States’ attorneys general meet in Lagos over VAT, others

Attorneys-General of the 36 states are meeting in Lagos from tomorrow to June 17 to discuss critical legal issues relating to Value Added Tax (VAT), Paris Club refunds, stamp duties and others.

Chairman of Nigerian Southern Governors’ Forum and Ondo State helmsman, Rotimi Akeredolu, is delivering the keynote address.

Other matters for deliberation are proposed amendments to Stamp Duties Act, pensions and gratuity for judges, as well as rejigging of the 1999 Constitution (as amended).

Other major legal issues to be considered are anti-corruption commissions established by states, and the Federal Inland Revenue Service (FIRS) threat to recover “unremitted tax deductions by states and local governments.”

The gathering is also to be addressed by Governors Babajide Sanwo-Olu and Simon Lalong of Lagos and Plateau states. Other speakers are Attorney-General of the Federation and Minister of Justice, Abubakar Malami (SAN), Chairman of the Nigerian Bar Association (NBA), Olumide Akpata and Director-General of Nigeria Governors’ Forum, Asishana Okauru.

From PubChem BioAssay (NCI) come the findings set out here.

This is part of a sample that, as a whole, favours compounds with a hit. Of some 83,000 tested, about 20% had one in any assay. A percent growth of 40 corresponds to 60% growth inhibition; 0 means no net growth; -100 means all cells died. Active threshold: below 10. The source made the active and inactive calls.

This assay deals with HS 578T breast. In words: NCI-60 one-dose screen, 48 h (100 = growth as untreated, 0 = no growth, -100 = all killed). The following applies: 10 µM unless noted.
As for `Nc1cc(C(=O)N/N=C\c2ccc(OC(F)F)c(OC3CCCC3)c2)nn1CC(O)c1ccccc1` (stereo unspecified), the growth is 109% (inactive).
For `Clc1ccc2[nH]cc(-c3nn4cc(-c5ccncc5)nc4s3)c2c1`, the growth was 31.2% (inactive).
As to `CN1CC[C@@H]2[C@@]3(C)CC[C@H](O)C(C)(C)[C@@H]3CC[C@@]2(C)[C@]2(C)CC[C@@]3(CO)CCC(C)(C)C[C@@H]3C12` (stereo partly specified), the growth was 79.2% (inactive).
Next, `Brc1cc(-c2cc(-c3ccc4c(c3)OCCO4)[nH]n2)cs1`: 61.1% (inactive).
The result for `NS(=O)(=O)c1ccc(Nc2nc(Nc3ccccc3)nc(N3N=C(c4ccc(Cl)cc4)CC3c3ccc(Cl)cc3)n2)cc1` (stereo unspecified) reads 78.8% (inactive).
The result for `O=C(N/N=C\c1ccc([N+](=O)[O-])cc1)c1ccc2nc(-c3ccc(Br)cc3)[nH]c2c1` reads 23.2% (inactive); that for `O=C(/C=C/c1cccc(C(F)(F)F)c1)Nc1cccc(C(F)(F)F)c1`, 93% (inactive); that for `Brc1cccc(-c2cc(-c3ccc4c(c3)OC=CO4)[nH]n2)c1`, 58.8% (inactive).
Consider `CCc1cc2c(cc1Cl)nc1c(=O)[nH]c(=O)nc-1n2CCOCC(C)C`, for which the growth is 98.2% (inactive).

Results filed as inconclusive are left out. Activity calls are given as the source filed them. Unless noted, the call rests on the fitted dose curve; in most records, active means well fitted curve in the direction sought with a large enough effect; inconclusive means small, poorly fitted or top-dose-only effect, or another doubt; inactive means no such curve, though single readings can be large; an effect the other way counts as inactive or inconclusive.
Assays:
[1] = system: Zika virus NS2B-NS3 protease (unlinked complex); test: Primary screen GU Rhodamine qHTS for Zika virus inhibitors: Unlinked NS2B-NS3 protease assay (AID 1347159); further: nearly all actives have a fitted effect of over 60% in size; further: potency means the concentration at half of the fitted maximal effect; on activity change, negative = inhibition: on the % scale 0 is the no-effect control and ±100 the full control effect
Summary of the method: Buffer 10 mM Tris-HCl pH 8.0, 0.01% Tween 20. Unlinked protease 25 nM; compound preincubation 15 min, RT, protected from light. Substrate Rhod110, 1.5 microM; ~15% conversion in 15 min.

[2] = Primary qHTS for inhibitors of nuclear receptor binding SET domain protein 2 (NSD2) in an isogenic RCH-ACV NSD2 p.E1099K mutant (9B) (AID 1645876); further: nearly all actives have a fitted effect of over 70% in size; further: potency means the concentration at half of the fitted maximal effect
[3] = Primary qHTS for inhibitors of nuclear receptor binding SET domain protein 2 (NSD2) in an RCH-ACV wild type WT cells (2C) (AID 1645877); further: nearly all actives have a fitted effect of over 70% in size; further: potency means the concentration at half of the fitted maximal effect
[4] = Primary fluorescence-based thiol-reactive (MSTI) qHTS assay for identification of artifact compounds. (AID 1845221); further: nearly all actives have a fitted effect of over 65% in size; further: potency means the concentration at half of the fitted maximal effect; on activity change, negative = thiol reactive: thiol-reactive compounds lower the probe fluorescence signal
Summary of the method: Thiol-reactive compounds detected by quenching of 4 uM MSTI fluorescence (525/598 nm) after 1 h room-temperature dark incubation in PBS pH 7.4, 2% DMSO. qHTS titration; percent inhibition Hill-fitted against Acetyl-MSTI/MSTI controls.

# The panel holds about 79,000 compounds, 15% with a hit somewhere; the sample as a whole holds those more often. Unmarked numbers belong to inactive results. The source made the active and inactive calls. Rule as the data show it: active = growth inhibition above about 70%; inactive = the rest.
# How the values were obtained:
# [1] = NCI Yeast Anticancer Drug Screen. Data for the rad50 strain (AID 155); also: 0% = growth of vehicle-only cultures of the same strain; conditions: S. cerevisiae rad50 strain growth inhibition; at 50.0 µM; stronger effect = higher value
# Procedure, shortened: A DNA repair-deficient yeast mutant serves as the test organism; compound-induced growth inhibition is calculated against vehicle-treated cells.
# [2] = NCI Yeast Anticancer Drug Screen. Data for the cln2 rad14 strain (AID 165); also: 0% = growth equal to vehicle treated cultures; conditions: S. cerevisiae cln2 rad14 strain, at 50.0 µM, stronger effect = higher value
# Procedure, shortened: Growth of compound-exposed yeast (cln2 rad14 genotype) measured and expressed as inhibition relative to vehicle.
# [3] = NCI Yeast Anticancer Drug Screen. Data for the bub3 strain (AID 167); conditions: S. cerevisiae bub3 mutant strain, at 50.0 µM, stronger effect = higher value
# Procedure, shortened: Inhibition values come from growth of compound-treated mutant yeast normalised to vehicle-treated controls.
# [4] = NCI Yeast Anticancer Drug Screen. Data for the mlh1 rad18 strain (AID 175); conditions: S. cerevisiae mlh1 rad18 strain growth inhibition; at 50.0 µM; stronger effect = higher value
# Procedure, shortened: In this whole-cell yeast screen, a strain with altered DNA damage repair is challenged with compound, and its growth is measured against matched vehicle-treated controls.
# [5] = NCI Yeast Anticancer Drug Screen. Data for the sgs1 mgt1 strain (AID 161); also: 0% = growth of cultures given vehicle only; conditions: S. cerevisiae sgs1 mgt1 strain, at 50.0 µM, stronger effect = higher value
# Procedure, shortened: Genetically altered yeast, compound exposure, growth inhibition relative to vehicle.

The body’s interim chairman and Lagos State Attorney-General, Moyosore Onigbanjo (SAN), would also make a presentation.

The body was established as part of efforts to form a formidable force of state attorney-generals to take positions on legal issues, advise the AGF and take legal action or review legal actions taken on behalf of the states.

Part of its mandate includes pursuit of true federalism, adherence to the constitution, rule of law and independence of the judiciary.

The chief law officers recently warned the Federal Government against tampering with funds accruing to the states and the 774 local councils in the guise of satisfying the alleged $418 million London/Paris Club loan refund-related judgment debts.

They had insisted that the judgment of the Federal High Court in Abuja, which dismissed their opposition to the payment, is now a subject of an appeal at the Abuja division of the Court of Appeal.

They further warned that should the Federal Government proceed to make further deduction, it would be acting illegally and in contempt of their appeal challenging the judgment.

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